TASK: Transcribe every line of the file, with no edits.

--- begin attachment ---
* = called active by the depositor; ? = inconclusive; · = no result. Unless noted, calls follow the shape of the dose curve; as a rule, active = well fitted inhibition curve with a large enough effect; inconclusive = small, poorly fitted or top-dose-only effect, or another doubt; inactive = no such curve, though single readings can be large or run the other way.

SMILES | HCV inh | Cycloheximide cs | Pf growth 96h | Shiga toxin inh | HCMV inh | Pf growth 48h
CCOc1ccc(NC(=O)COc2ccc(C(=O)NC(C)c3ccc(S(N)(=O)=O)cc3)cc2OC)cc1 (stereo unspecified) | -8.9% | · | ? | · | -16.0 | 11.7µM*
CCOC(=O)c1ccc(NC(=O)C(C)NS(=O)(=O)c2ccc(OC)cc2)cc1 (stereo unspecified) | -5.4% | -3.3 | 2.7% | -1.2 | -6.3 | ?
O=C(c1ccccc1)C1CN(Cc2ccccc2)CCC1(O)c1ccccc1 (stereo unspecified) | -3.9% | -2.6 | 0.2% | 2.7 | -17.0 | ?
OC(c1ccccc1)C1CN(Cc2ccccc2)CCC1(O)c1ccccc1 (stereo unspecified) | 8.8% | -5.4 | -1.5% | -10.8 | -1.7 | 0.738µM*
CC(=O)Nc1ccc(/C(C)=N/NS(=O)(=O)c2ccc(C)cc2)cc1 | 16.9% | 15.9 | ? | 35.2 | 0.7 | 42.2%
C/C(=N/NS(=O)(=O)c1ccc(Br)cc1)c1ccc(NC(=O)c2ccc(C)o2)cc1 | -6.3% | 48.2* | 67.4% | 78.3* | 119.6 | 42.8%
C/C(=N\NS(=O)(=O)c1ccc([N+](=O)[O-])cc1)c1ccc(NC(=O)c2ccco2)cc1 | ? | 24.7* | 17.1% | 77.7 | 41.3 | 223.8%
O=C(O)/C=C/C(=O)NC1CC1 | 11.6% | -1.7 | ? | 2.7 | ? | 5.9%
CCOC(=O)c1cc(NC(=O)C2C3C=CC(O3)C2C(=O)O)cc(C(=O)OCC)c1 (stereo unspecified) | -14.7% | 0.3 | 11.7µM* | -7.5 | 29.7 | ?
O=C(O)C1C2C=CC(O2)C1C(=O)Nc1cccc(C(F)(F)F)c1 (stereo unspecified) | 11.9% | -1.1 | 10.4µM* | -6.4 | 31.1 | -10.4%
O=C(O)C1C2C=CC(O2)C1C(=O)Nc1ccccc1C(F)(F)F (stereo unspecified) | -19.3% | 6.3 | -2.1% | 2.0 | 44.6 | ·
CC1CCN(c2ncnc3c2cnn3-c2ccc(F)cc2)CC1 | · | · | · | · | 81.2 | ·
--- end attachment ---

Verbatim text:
* = called active by the depositor; ? = inconclusive; · = no result. Unless noted, calls follow the shape of the dose curve; as a rule, active = well fitted inhibition curve with a large enough effect; inconclusive = small, poorly fitted or top-dose-only effect, or another doubt; inactive = no such curve, though single readings can be large or run the other way.

SMILES | HCV inh | Cycloheximide cs | Pf growth 96h | Shiga toxin inh | HCMV inh | Pf growth 48h
CCOc1ccc(NC(=O)COc2ccc(C(=O)NC(C)c3ccc(S(N)(=O)=O)cc3)cc2OC)cc1 (stereo unspecified) | -8.9% | · | ? | · | -16.0 | 11.7µM*
CCOC(=O)c1ccc(NC(=O)C(C)NS(=O)(=O)c2ccc(OC)cc2)cc1 (stereo unspecified) | -5.4% | -3.3 | 2.7% | -1.2 | -6.3 | ?
O=C(c1ccccc1)C1CN(Cc2ccccc2)CCC1(O)c1ccccc1 (stereo unspecified) | -3.9% | -2.6 | 0.2% | 2.7 | -17.0 | ?
OC(c1ccccc1)C1CN(Cc2ccccc2)CCC1(O)c1ccccc1 (stereo unspecified) | 8.8% | -5.4 | -1.5% | -10.8 | -1.7 | 0.738µM*
CC(=O)Nc1ccc(/C(C)=N/NS(=O)(=O)c2ccc(C)cc2)cc1 | 16.9% | 15.9 | ? | 35.2 | 0.7 | 42.2%
C/C(=N/NS(=O)(=O)c1ccc(Br)cc1)c1ccc(NC(=O)c2ccc(C)o2)cc1 | -6.3% | 48.2* | 67.4% | 78.3* | 119.6 | 42.8%
C/C(=N\NS(=O)(=O)c1ccc([N+](=O)[O-])cc1)c1ccc(NC(=O)c2ccco2)cc1 | ? | 24.7* | 17.1% | 77.7 | 41.3 | 223.8%
O=C(O)/C=C/C(=O)NC1CC1 | 11.6% | -1.7 | ? | 2.7 | ? | 5.9%
CCOC(=O)c1cc(NC(=O)C2C3C=CC(O3)C2C(=O)O)cc(C(=O)OCC)c1 (stereo unspecified) | -14.7% | 0.3 | 11.7µM* | -7.5 | 29.7 | ?
O=C(O)C1C2C=CC(O2)C1C(=O)Nc1cccc(C(F)(F)F)c1 (stereo unspecified) | 11.9% | -1.1 | 10.4µM* | -6.4 | 31.1 | -10.4%
O=C(O)C1C2C=CC(O2)C1C(=O)Nc1ccccc1C(F)(F)F (stereo unspecified) | -19.3% | 6.3 | -2.1% | 2.0 | 44.6 | ·
CC1CCN(c2ncnc3c2cnn3-c2ccc(F)cc2)CC1 | · | · | · | · | 81.2 | ·